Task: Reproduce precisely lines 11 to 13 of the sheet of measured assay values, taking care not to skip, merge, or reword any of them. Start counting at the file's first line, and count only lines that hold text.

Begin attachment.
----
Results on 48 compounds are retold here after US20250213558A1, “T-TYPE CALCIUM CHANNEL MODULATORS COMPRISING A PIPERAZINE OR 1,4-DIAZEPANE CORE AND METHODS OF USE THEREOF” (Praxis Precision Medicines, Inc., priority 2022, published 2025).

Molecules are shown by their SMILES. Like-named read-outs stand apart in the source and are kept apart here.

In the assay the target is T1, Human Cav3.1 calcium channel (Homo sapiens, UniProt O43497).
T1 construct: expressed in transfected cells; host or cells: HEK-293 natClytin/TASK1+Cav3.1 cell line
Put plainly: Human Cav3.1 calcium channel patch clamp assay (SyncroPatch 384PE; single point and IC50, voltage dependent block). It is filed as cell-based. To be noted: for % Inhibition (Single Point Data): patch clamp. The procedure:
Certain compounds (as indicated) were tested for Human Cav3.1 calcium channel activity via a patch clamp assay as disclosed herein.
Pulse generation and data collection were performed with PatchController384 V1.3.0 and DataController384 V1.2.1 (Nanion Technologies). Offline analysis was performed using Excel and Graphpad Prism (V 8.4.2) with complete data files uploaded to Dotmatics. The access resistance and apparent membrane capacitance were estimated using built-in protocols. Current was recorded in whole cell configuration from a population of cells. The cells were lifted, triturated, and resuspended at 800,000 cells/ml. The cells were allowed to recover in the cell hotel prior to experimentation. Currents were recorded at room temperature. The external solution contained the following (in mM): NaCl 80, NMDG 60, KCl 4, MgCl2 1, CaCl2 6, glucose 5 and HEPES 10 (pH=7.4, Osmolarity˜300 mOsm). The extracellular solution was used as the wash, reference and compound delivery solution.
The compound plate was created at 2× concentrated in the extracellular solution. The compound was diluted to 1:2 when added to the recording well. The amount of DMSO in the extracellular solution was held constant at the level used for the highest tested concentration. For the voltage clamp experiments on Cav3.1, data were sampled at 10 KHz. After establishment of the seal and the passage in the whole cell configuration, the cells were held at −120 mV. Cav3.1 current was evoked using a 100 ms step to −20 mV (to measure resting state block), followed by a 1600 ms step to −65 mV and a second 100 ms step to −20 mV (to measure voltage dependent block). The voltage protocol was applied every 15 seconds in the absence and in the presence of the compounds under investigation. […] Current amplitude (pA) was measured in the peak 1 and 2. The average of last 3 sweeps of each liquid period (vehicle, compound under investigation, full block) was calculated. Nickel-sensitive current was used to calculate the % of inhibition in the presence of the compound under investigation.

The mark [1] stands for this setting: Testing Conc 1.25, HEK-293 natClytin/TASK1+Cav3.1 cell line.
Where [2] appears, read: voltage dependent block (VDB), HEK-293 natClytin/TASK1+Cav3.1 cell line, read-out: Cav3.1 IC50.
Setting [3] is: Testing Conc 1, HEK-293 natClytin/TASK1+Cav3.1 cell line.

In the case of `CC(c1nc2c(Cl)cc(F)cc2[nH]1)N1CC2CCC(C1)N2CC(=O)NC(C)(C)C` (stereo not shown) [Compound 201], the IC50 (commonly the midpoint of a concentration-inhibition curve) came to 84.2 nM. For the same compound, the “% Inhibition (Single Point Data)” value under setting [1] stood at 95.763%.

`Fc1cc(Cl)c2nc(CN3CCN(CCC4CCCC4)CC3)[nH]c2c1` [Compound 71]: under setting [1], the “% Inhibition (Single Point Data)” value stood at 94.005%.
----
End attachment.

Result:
Setting [3] is: Testing Conc 1, HEK-293 natClytin/TASK1+Cav3.1 cell line.

In the case of `CC(c1nc2c(Cl)cc(F)cc2[nH]1)N1CC2CCC(C1)N2CC(=O)NC(C)(C)C` (stereo not shown) [Compound 201], the IC50 (commonly the midpoint of a concentration-inhibition curve) came to 84.2 nM. For the same compound, the “% Inhibition (Single Point Data)” value under setting [1] stood at 95.763%.

`Fc1cc(Cl)c2nc(CN3CCN(CCC4CCCC4)CC3)[nH]c2c1` [Compound 71]: under setting [1], the “% Inhibition (Single Point Data)” value stood at 94.005%.